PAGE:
As a legit Hollywood movie producer, Shaun O'Banion (right)found his stealth work ethic made for really good karma over the past 15 years. Coming to Bay City for the Hells Half Mile Film and Music Festival for his production of Dakota Skye, O'Banion is as happy to hang out with other film makers as he is to visit the state for the very first time.
"It was a very small film and it was made basically by a bunch of friends," says O'Banion. "It was one of those labor of love projects that you hear about."
Paying the bills with work on other major motion pictures, it was his small group of friends that took their desire to another level with Dakota Skye. "The director John Humber (left of Banion) I've known for 7 years and another friend, Chad Shonk wrote the film and we live in L.A. Over the years we linked up and became friends, developing short films and launching projects."
"We work on much bigger films to pay the rent and live the kind of life we're trying to live," stated O'Banion. "Out of frustration over the way things have gone the last couple of years, we started looking at auctions that we could do on our own. Chad and John went away and sort of did a re-write and a polish on it, because Chad had written it about five or six years before. It was one of his first scripts and probably his most personal."
Just before plans were coming together, tragedy struck Humber, which worked out to be a bittersweet situation. "We had a terrible thing happen that was actually a good thing for us, which was John's grandfather passed away and he left John a considerable amount of money," said O'Banion. "John decided to do what they tell you in film schools never to do, which was to put his own money into the film. He came to me and said, 'I think I want to make Dakota Skye. I'm going to use my inheritance and my mother is going to match whatever investment I'm going to make in it.' At first I thought he was insane, but then I thought it was the best idea I ever heard."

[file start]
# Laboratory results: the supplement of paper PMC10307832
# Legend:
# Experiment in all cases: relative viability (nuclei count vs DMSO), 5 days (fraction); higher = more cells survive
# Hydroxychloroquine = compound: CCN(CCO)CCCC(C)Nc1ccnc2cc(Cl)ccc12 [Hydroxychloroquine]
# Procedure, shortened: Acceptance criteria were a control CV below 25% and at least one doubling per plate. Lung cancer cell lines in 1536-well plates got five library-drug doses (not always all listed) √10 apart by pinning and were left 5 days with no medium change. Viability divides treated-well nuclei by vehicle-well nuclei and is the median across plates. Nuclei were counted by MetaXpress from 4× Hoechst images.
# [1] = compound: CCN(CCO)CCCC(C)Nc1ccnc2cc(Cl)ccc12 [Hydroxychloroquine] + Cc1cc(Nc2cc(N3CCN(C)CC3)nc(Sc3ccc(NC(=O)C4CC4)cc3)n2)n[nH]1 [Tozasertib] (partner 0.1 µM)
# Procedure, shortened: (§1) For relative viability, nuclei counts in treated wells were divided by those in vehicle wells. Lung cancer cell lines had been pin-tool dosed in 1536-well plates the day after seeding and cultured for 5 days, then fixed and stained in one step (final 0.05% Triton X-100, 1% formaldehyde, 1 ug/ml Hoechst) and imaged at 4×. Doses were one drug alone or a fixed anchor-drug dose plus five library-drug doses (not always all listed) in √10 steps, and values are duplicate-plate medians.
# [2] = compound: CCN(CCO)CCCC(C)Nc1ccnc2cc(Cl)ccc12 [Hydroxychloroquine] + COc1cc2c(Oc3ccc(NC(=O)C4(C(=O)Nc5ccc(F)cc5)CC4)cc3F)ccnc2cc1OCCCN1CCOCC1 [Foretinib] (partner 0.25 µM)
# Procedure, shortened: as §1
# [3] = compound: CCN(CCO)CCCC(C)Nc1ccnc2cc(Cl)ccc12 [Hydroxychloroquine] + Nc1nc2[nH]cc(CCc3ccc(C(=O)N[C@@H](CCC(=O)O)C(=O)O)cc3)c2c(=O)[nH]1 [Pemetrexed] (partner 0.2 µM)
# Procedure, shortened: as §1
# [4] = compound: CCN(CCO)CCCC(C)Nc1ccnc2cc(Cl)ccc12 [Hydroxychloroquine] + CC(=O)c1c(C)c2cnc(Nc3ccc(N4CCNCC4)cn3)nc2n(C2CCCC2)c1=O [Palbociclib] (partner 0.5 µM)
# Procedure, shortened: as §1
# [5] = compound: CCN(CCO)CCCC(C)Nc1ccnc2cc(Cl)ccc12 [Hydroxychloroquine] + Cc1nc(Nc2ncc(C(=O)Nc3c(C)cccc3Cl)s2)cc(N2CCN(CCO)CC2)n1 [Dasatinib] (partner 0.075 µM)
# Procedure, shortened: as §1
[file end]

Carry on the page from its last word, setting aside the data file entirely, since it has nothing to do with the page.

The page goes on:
With money to work with, the producer was ready to break ground.
"What do we need to do, where do we begin? John was very adamant all the way through the process that he wanted to do it as a big movie like all the movies we've been working on the last 15 years. So that was what we did."
The project began in the summer of 2006. "We shot the movie in 16 days. Two days in New York and all the rest ended around in Phoenix with a day at the Grand Canyon. Pretty much all localized."
"We cast our three principal actors out of Los Angeles and we came back to L.A. to do that. I think we had 2300 submissions for Dakota, which we then sorted down to 160 girls - somewhere around there."
The team brought many years of practice to the table when filming Dakota Skye.
"I have only written and directed one film," O'Banion said. "John has probably done four or five. Chad has done one. John, Chad and the composer Seth (Podowitz) all actually went to film school, but I didn't. When I turned 18, I snuck into Universal Studios and started begging people for jobs and that's how I started in the business."
"I've been in the business for 15 years now and John's been in for probably ten. When we started out we were production assistants. That's actually how we met. We were working on a movie called Swordfish, a John Travolta film. Over the years we went from being PA's to being assistants to actors. John worked for several years for Owen Wilson; I worked for everybody from Jack Black to Christopher Walken to Courtney Cox.
"I am working for a director right now that has a movie coming out this fall called The Soloist. Joe Wright, he's a really fantastic guy. It's opening Nov. 21st, it's a Jamie Fox/Robert Downey Jr. movie. I'm assisting the director as a Producer/Director."
"John was working with Jennifer Garner and I was on the film as well and in the midst of working on that started to prep Dakota. People would come up to us and go, 'Hey, I hear you got a project.' You go, 'Yeah we're going to do this little movie' and they go, 'If you're looking for crew, we might be around then.' It was a phenomenal group of people. That's the benefit of working on these bigger movies - meeting friends that will pitch in and help you out later."
Already reaping accolades, Dakota Skye has already won Best Screen Play in Phoenix at a film festival; Best Actor for Ian Nelson and Best Feature at a Festival in Hollywood called First Glance.
"I've never been to Michigan so I am pretty excited to come out there and see that part of the world," O'Banion shared. "I'm pretty psyched to come and hang out with the other film makers and see what it's like."
16th November, 2023